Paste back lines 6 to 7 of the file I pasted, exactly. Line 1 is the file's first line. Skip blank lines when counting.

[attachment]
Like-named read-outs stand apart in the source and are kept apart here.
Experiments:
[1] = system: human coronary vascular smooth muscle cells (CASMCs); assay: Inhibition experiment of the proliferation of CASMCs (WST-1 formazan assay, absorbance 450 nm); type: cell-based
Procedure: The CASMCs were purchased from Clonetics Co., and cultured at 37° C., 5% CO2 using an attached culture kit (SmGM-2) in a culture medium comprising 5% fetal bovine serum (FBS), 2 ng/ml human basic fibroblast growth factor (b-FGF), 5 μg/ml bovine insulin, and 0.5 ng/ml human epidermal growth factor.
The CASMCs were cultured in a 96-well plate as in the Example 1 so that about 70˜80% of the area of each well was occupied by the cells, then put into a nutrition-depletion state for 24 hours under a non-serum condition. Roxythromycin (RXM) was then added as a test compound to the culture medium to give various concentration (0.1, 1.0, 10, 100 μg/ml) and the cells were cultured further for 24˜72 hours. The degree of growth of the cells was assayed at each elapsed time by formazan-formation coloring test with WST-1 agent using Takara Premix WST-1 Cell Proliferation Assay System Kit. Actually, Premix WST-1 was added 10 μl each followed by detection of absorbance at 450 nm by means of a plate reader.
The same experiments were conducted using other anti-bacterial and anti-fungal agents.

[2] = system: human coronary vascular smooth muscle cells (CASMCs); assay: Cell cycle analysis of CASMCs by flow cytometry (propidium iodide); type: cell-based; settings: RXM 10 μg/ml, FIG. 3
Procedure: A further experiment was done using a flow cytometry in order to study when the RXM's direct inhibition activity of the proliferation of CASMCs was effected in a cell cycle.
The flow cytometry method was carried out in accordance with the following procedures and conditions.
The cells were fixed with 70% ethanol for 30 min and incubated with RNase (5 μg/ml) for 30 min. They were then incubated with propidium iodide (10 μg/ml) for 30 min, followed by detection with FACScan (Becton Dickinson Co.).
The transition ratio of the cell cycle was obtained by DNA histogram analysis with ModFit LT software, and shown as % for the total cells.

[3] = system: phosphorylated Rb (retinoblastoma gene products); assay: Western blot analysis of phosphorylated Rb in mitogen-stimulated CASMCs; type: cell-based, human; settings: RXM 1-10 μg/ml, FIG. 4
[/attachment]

The same experiments were conducted using other anti-bacterial and anti-fungal agents.

[2] = system: human coronary vascular smooth muscle cells (CASMCs); assay: Cell cycle analysis of CASMCs by flow cytometry (propidium iodide); type: cell-based; settings: RXM 10 μg/ml, FIG. 3